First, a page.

Protection-of-Rights-to-Privacy-and-Social-Media-iastoppers
AIR Summary

All India Radio: Spotlight-News Analysis – Protection of Rights to Privacy and Social Media

Facebook and WhatsApp have admitted that Indian journalist and human right activist were among those globally spied by unnamed entity using an Israeli spyware ‘Pegasus’. WhatsApp has said that it is suing NSO group that is reportedly behind the technology that help unnamed entities spies hack into phones of around 1400 users spanning across four continents.
By IASToppers
November 14, 2019

Contents

  • How safe the WhatsApp to use? Is it hackable despite end-to-end encryption?
  • Should users be worried?
  • Top what extent the information was compromised under ‘Pegasus’ incident?
  • What questions are raised about the privacy of an individual and also on the role of government agencies?
  • Is Privacy a myth in digital world?
  • What can the government do?
  • Is there any need to bring more accountability to the social media?

Protection of Rights to Privacy and Social Media

How safe the WhatsApp to use? Is it hackable despite end-to-end encryption?

  • The 100% security is always a myth. There is nothing in the cyber world which can be fully secured and so far this end-to-end encryption is concerned which means the encryption of messages only during the transit of the data when data travels from one person to another.
  • The source and destination is not encrypted. Therefore, if the sending or receiving mobile sets are compromised then the end-to-end encryption doesn’t matter or work. When the data is lying in the mobile then it is possible to hack the messages or information therein.

Should users be worried?

  • The users should be worried not because of the Pegasus controversy but because of the reason that there are many malicious apps in the playstore or internet which can easily steal the data from the phones and the phone could be easily be turned into the spy phones.
  • This is again a wakeup call that we should not click on the ‘unknown links’ or attach the unknown people or download the random available apps.

To what extent the information was compromised under ‘Pegasus’ incident?

  • Anything and everything on the device was caught by the spyware.
  • WhatsApp claims that due to ‘Pegasus’ incident, information of around 1400 people across the globe was compromised and out of that 15 were from India.
  • The recent reports suggest thatnumber of defence personnel and government officials who were targeted could be more than thought.
  • The petition was filed by the WhatsApp against the NSO group set up in California is an eye opener where the surveillance developer has been sued but the entities that used the tool are not covered and excluded.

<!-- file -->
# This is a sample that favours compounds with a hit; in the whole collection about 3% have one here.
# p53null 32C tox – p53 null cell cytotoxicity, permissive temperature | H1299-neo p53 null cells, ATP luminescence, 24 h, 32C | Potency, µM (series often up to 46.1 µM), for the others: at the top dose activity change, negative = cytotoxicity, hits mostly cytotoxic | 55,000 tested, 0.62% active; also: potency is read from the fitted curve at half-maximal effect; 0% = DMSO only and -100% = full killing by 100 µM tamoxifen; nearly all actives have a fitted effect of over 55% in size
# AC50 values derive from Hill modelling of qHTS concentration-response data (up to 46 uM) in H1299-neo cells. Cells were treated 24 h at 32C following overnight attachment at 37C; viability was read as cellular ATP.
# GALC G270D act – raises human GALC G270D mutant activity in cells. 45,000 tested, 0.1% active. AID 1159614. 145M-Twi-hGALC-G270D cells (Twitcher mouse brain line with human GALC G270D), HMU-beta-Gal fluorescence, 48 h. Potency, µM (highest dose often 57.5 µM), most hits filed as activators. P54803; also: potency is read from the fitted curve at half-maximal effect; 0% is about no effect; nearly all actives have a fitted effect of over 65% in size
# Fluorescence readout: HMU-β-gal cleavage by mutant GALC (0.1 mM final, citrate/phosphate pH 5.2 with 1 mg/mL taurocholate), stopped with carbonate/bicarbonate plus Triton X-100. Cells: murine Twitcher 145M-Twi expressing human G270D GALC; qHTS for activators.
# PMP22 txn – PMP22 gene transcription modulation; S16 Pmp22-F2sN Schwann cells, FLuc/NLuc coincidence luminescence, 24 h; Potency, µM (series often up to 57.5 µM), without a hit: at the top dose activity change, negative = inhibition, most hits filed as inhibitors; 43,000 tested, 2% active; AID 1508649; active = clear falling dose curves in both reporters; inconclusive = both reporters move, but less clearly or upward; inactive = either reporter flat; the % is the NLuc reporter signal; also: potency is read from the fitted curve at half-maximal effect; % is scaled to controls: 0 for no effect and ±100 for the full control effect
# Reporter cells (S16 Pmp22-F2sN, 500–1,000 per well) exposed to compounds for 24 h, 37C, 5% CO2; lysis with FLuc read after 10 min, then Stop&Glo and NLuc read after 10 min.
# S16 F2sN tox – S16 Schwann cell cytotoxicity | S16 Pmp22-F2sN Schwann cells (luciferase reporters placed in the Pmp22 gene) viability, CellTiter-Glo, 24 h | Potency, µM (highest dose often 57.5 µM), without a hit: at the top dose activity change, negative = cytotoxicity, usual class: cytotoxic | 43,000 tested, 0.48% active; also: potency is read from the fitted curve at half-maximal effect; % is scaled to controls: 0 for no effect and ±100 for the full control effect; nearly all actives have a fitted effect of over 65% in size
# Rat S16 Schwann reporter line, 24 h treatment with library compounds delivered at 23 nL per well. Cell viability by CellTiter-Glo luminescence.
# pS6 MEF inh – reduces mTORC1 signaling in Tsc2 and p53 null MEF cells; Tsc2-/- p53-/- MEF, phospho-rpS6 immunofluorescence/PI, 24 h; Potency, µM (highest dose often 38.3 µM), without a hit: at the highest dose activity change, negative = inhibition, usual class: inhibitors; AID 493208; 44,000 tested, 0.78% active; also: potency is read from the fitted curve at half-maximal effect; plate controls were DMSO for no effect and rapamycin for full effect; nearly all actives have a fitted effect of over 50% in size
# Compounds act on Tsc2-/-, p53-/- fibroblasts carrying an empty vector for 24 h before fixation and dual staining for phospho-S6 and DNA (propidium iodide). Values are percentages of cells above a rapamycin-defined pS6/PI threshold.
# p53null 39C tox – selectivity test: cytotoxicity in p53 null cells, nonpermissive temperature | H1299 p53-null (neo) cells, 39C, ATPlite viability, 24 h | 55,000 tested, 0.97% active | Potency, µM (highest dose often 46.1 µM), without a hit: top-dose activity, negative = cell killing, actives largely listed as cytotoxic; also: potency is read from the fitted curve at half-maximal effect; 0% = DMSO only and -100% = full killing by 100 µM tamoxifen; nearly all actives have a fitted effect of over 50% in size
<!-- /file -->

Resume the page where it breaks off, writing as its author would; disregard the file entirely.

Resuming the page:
• The WhatsApp is trying to pass a judgement in this case but it is not the duty of the WhatsApp or Facebook to decide and the decision has to be made according to the national law.

What questions are raised about the privacy of an individual and also on the role of government agencies?

  • Even though the individual privacy is necessary, there has to be balance between the national security and individual privacy.
  • Today, the collective privacy of the nation is superior than the individual privacy. We as a collective society should seek certain amount of privacy for the nation so that the society remains safe and sound.
  • Governments across the world, law enforcement agencies and intelligence agencies across the world are bonafide users of surveillance technology. It is their national laws which defines how the tools are to be used, what level of accountability is there.
  • The WhatsApp decided not to inform the Indian government or other countries which also raises a question on their intention.
  • There is no proof also that the Indian victims were targeted by the Indian government which is is being said by some people.
  • The entire incident has become a scandalous because Jamal Khashoggi journalist was murdered inside the Saudi embassy in Turkey. His friend and colleagues were also using the same software.
  • India has integrity and enough mechanism in place to investigate the matter.

Is Privacy a myth in digital world?

  • Yes, it is a myth.
  • People are happily sharing the data with Facebook and WhatsApp and other companies but when the government asks for the consent of people for collecting their personal data due to security reasons, people raise the question of privacy.
  • We should understand this situation and logically analyse about the real dangers.

What are the intentions of WhatsApp?

  • They do not want to share the data with the government.
  • They want to dominate the digital space by taking individual decision.
  • They do not want the new player to enter the field.

What can users do?

  • Ask for professional help for checking the phone as even with high phone safety features advanced virus and malwares can hack the information. Therefore, professional help is required.

What the can government do?

  • There is an immediate need of ‘Data protection Law’ but first there is a need to create some kind of ‘constitutional mechanism’ to have some kind of parliamentary judicial oversight on the entire surveillance agencies of India.

Is there any need to bring more accountability to the social media?

  • Yes, government of India is in full right to put accountability on these social media platforms. We should have a very strong mechanism so that nothing goes wrong and if that happens then appropriate steps could be taken.

 

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